Thread: file upload form in c++

  1. #1
    Unregistered User Yarin's Avatar
    Join Date
    Jul 2007

    file upload form in c++

    I know that to duplicate
    <form action="./test.php" method="post">
    <input type="hidden" name="field" value="myval">
    <input type="submit" name="subby" value="didsubmit">
    you send the command
    POST /test.php field=myval&subby=didsubmit HTTP/1.1
    But I don't know how to mimic file upload forms like
    <form action="./test.php" method="post">
    <input type="file" name="myupload">
    <input type="submit">
    How do I do this?

  2. #2
    Cat without Hat CornedBee's Avatar
    Join Date
    Apr 2003
    You send this command? That's not correct HTTP, actually. If you do
    POST /test.php?field=myval&subby=didsubmit HTTP/1.1
    then you have at least a syntactically correct request-line, but it's still not a valid HTTP/1.1 request. Also, the parameters are encoded as GET parameters, not POST parameters, which can and will confuse scripts that make the distinction.
    POST /test.php?field=myval&subby=didsubmit HTTP/1.1
    This is the very least you have to send for it to be valid HTTP/1.1. This doesn't solve the GET vs PUT variable problem, though. For that, you have to move the parameters to the entity body.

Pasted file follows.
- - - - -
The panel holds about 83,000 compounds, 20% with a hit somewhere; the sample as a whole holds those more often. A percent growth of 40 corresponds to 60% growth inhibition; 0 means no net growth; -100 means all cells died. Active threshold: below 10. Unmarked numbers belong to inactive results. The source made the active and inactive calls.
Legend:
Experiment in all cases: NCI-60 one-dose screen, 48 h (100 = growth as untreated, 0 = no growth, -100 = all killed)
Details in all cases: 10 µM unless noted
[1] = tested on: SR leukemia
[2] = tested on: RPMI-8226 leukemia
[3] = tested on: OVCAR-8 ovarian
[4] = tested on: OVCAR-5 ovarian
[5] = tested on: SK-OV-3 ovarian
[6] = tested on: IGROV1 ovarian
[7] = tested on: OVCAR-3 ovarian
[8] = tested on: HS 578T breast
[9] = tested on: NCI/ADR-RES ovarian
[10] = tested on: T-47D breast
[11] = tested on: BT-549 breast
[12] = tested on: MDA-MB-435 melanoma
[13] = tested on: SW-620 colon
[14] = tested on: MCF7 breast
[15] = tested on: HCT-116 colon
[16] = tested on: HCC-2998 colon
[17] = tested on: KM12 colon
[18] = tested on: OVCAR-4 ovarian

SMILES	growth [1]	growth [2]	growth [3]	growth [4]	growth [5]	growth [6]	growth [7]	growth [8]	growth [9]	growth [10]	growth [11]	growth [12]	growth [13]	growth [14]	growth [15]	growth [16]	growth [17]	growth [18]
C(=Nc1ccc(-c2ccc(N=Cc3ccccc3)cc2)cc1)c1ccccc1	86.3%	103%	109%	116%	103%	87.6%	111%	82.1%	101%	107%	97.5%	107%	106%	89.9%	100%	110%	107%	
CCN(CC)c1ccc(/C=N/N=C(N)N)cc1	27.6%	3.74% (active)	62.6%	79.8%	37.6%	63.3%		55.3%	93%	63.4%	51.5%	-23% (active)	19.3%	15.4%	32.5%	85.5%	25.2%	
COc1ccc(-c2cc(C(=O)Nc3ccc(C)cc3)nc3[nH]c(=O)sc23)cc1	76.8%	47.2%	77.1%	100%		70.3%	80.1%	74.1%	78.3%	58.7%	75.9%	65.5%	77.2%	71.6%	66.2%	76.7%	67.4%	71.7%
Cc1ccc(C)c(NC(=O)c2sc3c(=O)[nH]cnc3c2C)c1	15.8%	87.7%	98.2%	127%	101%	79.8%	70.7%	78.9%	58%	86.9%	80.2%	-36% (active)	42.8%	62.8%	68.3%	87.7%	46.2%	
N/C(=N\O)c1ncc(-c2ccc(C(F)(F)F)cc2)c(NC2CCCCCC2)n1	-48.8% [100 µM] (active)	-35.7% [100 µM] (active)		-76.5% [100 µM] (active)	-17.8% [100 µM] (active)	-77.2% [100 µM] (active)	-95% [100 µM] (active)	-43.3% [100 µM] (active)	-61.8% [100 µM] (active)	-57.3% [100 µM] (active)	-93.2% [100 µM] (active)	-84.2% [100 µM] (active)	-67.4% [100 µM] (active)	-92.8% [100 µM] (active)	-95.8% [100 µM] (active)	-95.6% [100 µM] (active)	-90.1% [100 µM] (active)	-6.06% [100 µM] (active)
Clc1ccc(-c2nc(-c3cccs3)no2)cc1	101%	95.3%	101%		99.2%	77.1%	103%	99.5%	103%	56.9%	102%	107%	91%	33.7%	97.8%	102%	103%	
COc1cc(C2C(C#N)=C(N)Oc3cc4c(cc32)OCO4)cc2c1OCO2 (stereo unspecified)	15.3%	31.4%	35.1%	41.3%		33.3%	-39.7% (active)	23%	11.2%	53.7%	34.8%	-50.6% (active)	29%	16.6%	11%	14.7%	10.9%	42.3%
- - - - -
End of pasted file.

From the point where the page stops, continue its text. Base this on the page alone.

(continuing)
POST /test.php HTTP/1.1
    Content-type: application/x-www-form-urlencoded
    Content-length: 27
    Now, file upload is even more complicated. It starts with your form suffering from incompatibility problems. I don't know if any browsers actually submit data in such a form. I know for sure that the file upload won't work with PHP. If you want a file upload, then you have to give the form the enctype="multipart/form-data". Otherwise, you'll have problems.

    Now, I'm not going to type up how to encode such a request. You can find an example in the HTML 4.01 spec. Another valuable resource is the HTTP/1.1 spec.
    All the buzzt!

    "There is not now, nor has there ever been, nor will there ever be, any programming language in which it is the least bit difficult to write bad code."
    - Flon's Law

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